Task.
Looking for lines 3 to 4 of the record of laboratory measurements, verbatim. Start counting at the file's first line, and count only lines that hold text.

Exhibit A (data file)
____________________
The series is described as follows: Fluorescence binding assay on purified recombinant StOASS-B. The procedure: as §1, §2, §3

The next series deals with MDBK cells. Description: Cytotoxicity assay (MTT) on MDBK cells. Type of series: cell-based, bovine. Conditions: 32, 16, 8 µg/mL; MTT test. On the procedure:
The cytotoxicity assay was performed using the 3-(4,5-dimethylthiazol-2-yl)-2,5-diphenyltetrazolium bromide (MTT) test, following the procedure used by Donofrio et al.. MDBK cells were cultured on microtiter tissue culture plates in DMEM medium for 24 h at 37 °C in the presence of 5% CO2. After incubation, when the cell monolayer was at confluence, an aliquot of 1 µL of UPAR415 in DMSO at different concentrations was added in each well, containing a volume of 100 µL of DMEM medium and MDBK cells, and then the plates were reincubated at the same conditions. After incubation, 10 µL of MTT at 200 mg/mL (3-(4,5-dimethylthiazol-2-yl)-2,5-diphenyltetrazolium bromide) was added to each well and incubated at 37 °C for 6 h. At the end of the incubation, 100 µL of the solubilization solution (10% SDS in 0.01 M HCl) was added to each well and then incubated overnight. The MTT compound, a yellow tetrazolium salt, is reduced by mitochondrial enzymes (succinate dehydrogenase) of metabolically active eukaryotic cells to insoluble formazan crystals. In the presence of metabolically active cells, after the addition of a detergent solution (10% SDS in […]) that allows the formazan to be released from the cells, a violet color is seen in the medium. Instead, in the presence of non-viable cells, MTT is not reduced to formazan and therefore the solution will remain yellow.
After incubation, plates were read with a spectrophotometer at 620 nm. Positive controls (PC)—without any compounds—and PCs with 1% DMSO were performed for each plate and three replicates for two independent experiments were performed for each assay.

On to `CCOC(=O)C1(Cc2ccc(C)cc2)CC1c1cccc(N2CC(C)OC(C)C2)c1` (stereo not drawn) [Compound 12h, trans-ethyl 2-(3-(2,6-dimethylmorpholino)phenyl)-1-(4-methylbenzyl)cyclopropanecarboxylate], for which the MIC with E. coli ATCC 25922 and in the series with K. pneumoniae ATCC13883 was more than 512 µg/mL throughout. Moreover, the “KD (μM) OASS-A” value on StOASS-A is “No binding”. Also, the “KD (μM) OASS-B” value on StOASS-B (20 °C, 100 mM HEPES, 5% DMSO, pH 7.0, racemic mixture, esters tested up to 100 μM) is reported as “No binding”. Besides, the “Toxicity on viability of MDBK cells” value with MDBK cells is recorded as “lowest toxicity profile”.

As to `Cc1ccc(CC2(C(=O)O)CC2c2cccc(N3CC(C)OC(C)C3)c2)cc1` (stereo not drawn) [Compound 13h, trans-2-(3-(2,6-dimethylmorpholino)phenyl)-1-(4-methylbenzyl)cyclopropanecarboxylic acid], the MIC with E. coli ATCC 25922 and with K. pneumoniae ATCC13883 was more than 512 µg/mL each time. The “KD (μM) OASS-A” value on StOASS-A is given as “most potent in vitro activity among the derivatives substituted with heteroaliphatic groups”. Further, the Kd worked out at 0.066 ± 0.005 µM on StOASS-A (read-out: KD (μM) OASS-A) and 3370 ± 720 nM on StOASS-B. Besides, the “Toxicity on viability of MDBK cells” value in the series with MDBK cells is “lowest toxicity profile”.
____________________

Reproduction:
The cytotoxicity assay was performed using the 3-(4,5-dimethylthiazol-2-yl)-2,5-diphenyltetrazolium bromide (MTT) test, following the procedure used by Donofrio et al.. MDBK cells were cultured on microtiter tissue culture plates in DMEM medium for 24 h at 37 °C in the presence of 5% CO2. After incubation, when the cell monolayer was at confluence, an aliquot of 1 µL of UPAR415 in DMSO at different concentrations was added in each well, containing a volume of 100 µL of DMEM medium and MDBK cells, and then the plates were reincubated at the same conditions. After incubation, 10 µL of MTT at 200 mg/mL (3-(4,5-dimethylthiazol-2-yl)-2,5-diphenyltetrazolium bromide) was added to each well and incubated at 37 °C for 6 h. At the end of the incubation, 100 µL of the solubilization solution (10% SDS in 0.01 M HCl) was added to each well and then incubated overnight. The MTT compound, a yellow tetrazolium salt, is reduced by mitochondrial enzymes (succinate dehydrogenase) of metabolically active eukaryotic cells to insoluble formazan crystals. In the presence of metabolically active cells, after the addition of a detergent solution (10% SDS in […]) that allows the formazan to be released from the cells, a violet color is seen in the medium. Instead, in the presence of non-viable cells, MTT is not reduced to formazan and therefore the solution will remain yellow.
After incubation, plates were read with a spectrophotometer at 620 nm. Positive controls (PC)—without any compounds—and PCs with 1% DMSO were performed for each plate and three replicates for two independent experiments were performed for each assay.